The China pavilion never ceases to amaze me, the amount of detailed painting and carving in each of the structures is mind blowing.

 

I experienced a little rain while in Epcot but it made for some lovely pictures.

 

Morocco is a real treat for guests, the pavilion just keeps going and going. All of the cast members here are always super excited about sharing cultural traditions, there is a great atmosphere here.  Additionally, the architecture of Morocco stands out amongst all of the other pavilions. At first glance, the structures seem very basic but once you look close all of the details begin to stand out. One thing in particular, the lighting fixtures and building accessories are incredibly detailed. Even something as simple as the use of colored glass in the lighting fixtures completely changes the dynamic of the pavilion. The continual theme of education is carried well into this pavilion, I found myself staring at traditional antique garments that were centuries old. Under these conditions it is SO easy to forget that you are in a theme park.

The tea gardens behind the UK pavilion are not just gorgeous, they are a fantastic place relax and watch the world go by. Scenic areas such as these aren’t essential to the operation of the park, nor do they generate revenue; their only purpose is to carry the theme. Areas such as this are exactly why I love Epcot so much.

 

My one recommendation for France: GO TO THE BAKERY. It just opened and it is legit. Also, if you are with a lady friend and she tries to pay for the meal, dudes at the register give you weird looks. “But you are the man, you need to pay.”
Duly noted.

 

I made a point of visiting may favorite park, Epcot, during the annual International Flower and Garden Festival. The topiaries are absolutely incredible and add an additional level of character to the park. I overheard a number of guests wishing they were up year-round. While that would be nice, it would kill the themeing and purpose of Epcot itself.

The crocodile was easily my favorite. I can only imagine how hard it must be to keep a character on model when sculpting them out of plants. The croc looks perfect!

The electric umbrella is one of the coolest things in the park that I always forget is there.

 

HOLLYWOOD STUDIOS

Hollywood Studios is lacking many things; on the other hand, it is exceptional in many ways. The romantic notion of reliving the golden age of Hollywood is the perfect basis for a theme park. Unfortunately, HS has turned into a dumping ground for ideas that couldn’t find homes in other parks. Attractions like Disney Junior, Legend of Captain Jack Sparrow and Star Tours really have nothing to do with movie making. Duh, Star Wars and Pirates are movies but there is no behind-the-scenes element to them. They would be better suited for another park.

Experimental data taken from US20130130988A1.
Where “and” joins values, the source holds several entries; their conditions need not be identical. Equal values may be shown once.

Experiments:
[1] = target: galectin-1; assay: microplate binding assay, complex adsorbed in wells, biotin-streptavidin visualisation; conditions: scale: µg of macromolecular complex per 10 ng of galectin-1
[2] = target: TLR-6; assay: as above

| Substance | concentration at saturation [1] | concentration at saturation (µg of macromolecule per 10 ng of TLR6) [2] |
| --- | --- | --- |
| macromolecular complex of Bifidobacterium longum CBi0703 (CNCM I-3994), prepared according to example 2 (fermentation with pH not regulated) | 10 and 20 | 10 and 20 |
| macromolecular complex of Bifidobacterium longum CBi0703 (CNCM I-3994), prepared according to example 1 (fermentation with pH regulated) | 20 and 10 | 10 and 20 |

How is this not enough? The magic of 1930s Hollywood is substance enough to carry an entire park.

 

The idea of themeing an area based off of an animated film is, today, the norm. Themeing an area of a park after the building owned by the company that made the movie that the attraction is based off of is just lazy genius. After all, this is Hollywood Studios where the magic of the movies comes alive! The PIXAR mini-land is perfect.

 

Light pollution: usually a photographers worst enemy, but today it makes for rosy pink skies.

 

I feel that the park shouldn’t remain in its current state. It needs to either be slowly reintroduced to guests through new attractions that follow the original theme of the park or the park needs to be rethemed. There is a lot of talk about what may be coming to Hollywood Studios; I like Cars Land as much as the next guy but it’s not right for the park. Designing an entirely new and unique Star Wars land for the park would be a much less lazy option.

Even though I talk a lot about how much the park can improve, I really believe that Hollywood Studios is a quality theme park that has temporarily lost its way. As soon as the sorcerer hats and American Idol Experiences of the park get the boot, Hollywood Studios should experience a Renaissance. Until then, it will be a half-day park where people go just to watch Fantasmic!

Its always fun to stop by the Grand Floridian and pretend to be rich.

 

As always, it is such a pleasure to write for MiceChat. I hope you’ve enjoyed this installment of Designed to Thrill! Please feel free to pass on your praise, comments…criticisms. Give me your worst!…or best!

Spacepainter

About Spacepainter

Space Painter is a professional painter, photographer and theme park lover who frequents parks all over the country.

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20 Comments

Comments for Designed to Thrill: Walt Disney World Photo Report are now closed.

  1. Amazing pictures, the one thing I noticed above everything else, was the fact that there is no-one else in the photos. How did you manage to find the parks SO empty?

    • Lee, a lot of times it is just a matter of patience. Sometimes it could take 20 minutes just for the opportunity to take a shot. I find that the best way to get shots of an empty park is to simply be the last one to leave!

      • Very good point. :-)

  2. Great pictures and interesting comments. Living in UK I don’t get to WDW as often as I’d like so its great to see what’s changed

  3. Incredible photos!